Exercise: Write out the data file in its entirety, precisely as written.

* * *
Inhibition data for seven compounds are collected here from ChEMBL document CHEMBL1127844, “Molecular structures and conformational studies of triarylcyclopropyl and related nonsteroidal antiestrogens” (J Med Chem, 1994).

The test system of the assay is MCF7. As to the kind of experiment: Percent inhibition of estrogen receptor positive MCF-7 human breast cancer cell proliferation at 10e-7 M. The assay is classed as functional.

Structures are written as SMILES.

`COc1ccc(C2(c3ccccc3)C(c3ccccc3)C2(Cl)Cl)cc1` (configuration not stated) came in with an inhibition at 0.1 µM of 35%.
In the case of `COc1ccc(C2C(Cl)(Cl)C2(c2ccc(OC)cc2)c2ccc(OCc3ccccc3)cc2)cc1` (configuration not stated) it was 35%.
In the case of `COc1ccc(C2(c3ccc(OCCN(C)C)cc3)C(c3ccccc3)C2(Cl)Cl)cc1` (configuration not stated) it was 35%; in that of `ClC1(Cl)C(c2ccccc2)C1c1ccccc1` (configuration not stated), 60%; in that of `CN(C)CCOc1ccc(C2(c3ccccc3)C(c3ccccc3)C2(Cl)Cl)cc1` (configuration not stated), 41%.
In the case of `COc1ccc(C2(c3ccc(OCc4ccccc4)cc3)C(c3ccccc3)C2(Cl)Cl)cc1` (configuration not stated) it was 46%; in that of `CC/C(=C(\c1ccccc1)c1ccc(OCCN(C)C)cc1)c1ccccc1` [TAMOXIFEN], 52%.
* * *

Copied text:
Inhibition data for seven compounds are collected here from ChEMBL document CHEMBL1127844, “Molecular structures and conformational studies of triarylcyclopropyl and related nonsteroidal antiestrogens” (J Med Chem, 1994).

The test system of the assay is MCF7. As to the kind of experiment: Percent inhibition of estrogen receptor positive MCF-7 human breast cancer cell proliferation at 10e-7 M. The assay is classed as functional.

Structures are written as SMILES.

`COc1ccc(C2(c3ccccc3)C(c3ccccc3)C2(Cl)Cl)cc1` (configuration not stated) came in with an inhibition at 0.1 µM of 35%.
In the case of `COc1ccc(C2C(Cl)(Cl)C2(c2ccc(OC)cc2)c2ccc(OCc3ccccc3)cc2)cc1` (configuration not stated) it was 35%.
In the case of `COc1ccc(C2(c3ccc(OCCN(C)C)cc3)C(c3ccccc3)C2(Cl)Cl)cc1` (configuration not stated) it was 35%; in that of `ClC1(Cl)C(c2ccccc2)C1c1ccccc1` (configuration not stated), 60%; in that of `CN(C)CCOc1ccc(C2(c3ccccc3)C(c3ccccc3)C2(Cl)Cl)cc1` (configuration not stated), 41%.
In the case of `COc1ccc(C2(c3ccc(OCc4ccccc4)cc3)C(c3ccccc3)C2(Cl)Cl)cc1` (configuration not stated) it was 46%; in that of `CC/C(=C(\c1ccccc1)c1ccc(OCCN(C)C)cc1)c1ccccc1` [TAMOXIFEN], 52%.